While a lot of these aspects are regulatory driven, Continental has assured laws of the land would not stop them from introducing safety features and equipments in the Indian market. Notably, the European Union has voted in favour of mandatory ABS for new motorcycles over 125cc from 2016. Kueppers confirmed they are currently in talks with other two-wheeler makers in India, and believes it’s just a matter of time before others opt for it.
MK 100 – INDIA BOUND?
Continental has continued to invest in improving braking performance through several decades. The newly introduced MK 100 brake family is aimed at the emerging markets, and is significantly better compared to its predecessor. The modular product makes scalability possible, and it makes it possible to install ABS/ESC in all vehicle categories – right from a two-wheeler to a large SUV.
Romano said the MK 100 is 30 % lighter compared with the earlier ESC generation, but that is not due to any change in material used. The valve characteristics of the aluminium valve block have been optimised, and Continental engineers have been able to bring in the same hydraulic forces in the system by less weight, and less steel in the valve. “To bring in the 30 % weight reduction, we reduced the size of the valve, which also means we reduced the size of the valve block, reduced the quantity of aluminium and reduced the size of the motor,” he explained.
Interestingly, throughout the MK 100 product family, the hydraulic and electrical interfaces are compatible with each other. That makes the product easily applicable for OEM platform concepts wanting to benefit from a truly scalable product range.
In the past, the company had made applications for different vehicle segments, but with growing demands for efficiency, it worked on a system that had the same levels of safety, functionality and performance. The design concept will produce added functional value even for price-driven, entry-level versions, and that is what gives Kueppers and Romano the confidence that there will be a keen request for the MK 100 from Indian manufacturers as well, because Continental is eyeing the entry level A- and B-segment cars.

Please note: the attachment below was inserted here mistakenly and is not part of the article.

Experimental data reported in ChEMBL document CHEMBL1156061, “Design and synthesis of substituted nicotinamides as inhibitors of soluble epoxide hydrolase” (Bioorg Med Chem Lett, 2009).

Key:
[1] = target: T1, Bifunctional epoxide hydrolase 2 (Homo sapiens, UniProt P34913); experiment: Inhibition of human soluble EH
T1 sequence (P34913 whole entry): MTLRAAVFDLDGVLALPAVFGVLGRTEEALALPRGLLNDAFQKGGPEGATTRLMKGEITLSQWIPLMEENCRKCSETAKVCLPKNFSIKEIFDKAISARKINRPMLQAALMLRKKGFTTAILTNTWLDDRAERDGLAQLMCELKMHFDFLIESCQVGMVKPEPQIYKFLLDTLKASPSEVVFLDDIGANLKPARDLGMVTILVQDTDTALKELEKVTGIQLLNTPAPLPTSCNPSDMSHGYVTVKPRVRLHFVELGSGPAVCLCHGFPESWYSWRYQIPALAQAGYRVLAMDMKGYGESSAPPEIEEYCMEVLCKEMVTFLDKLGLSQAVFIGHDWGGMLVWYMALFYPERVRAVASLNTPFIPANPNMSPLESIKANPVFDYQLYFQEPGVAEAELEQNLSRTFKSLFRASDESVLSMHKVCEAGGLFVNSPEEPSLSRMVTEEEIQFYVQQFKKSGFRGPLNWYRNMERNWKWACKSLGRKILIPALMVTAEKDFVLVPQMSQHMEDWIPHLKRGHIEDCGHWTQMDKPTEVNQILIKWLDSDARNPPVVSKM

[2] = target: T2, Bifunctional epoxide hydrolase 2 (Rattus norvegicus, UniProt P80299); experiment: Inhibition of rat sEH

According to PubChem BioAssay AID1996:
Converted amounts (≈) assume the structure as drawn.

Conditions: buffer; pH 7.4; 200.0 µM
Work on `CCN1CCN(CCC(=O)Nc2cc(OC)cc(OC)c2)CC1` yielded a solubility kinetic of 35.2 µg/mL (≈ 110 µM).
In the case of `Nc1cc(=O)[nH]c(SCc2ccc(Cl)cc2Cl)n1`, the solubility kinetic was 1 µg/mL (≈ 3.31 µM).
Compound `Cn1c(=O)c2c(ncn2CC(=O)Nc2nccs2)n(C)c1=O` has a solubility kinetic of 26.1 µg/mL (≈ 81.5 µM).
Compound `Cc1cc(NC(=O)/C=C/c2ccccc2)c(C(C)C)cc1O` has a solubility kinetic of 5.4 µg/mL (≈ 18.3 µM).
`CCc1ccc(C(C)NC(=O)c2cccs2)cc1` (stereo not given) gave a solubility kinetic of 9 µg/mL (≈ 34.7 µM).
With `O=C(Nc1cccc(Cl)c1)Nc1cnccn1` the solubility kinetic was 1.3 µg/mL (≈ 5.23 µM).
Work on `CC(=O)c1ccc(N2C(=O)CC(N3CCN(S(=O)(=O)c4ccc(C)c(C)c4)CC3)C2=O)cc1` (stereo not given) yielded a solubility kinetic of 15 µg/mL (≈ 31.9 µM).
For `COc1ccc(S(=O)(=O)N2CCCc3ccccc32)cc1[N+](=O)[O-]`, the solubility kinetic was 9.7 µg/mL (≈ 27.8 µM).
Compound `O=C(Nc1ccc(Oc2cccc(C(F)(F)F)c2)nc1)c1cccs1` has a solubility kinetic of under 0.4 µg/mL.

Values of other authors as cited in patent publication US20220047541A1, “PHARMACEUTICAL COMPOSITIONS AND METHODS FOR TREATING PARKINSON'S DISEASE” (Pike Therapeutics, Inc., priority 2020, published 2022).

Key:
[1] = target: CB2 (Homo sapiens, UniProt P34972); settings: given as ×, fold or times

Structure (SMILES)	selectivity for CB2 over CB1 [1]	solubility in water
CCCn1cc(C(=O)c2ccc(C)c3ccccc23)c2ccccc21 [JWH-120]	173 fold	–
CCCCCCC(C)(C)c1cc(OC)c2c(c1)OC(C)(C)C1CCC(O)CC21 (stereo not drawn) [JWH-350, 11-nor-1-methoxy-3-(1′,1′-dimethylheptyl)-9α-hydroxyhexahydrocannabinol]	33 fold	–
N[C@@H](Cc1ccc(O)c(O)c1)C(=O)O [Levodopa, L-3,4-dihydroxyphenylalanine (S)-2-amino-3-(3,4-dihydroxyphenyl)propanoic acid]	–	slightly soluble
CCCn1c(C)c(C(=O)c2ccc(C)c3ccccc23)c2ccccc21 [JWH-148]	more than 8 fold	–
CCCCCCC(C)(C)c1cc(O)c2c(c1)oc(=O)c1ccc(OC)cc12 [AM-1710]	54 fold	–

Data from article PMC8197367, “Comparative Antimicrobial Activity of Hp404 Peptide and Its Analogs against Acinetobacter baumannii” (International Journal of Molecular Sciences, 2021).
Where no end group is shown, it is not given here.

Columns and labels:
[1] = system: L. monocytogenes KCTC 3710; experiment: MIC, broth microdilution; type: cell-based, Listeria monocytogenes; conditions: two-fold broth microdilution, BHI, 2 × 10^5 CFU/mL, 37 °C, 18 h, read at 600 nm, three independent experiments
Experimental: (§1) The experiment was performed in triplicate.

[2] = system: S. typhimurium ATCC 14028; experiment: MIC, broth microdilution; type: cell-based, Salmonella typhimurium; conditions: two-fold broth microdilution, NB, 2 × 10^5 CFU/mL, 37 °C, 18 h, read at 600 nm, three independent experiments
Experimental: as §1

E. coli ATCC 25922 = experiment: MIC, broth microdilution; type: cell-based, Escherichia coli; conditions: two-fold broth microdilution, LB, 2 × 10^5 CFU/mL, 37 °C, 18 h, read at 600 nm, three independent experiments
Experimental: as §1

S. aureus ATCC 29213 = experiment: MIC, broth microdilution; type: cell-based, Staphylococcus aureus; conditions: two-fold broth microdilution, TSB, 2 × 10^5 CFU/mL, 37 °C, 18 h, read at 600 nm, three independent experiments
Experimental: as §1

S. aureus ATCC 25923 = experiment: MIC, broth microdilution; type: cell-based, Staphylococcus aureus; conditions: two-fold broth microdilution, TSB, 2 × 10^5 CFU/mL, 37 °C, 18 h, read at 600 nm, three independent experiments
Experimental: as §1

The new MK 100 went into series production in European and Asian platforms in 2011, and many more OEMs in Europe, NAFTA and Asia have confirmed their acceptance of the product for future vehicle platforms.
The MK 100 ABS Entry variant, which was specifically designed for the hatchback and small sedan segments in growing markets, will be locally produced in India, along with China and Brazil. The packaging of this variant is compact and extremely light at less than 1.2 kg, and fits in the MK 100 ESC M box dimensions. The XT version can be extended to cover the D-segment as well, stated an earlier company release.
One of the exciting new steps the company is undertaking is in the area of environment and CO2 reduction. “Our focus through the MK 100 system is to take care of the requirements emerging out of electric and hybrid vehicles, for instance. These vehicles also need a total independent brake system,” said Romano.
That’s where the MK 100 ESC Hybrid steps in. It is based on a standard hydraulic brake system, but has an additional brake pedal position sensor. “In EVs and hybrids, we have to cut off the brakes from the driver pretty much totally, because every manufacturer wants that the brake energy that we’re applying on the calliper, is not wasted. They want the brake energy to be recovered,” explained Romano. The regenerative braking with the MK 100 makes the recuperation of braking energy possible. The braking energy is converted into electric power that is used to charge the vehicle battery.
Romano and Kueppers are convinced about the Indian potential for safety products. With a growing level of maturity and awareness, it’s but a matter of time that consumers will start demanding products that ensure enhanced safety, they believe.
Text: Deepangshu Dev Sarmah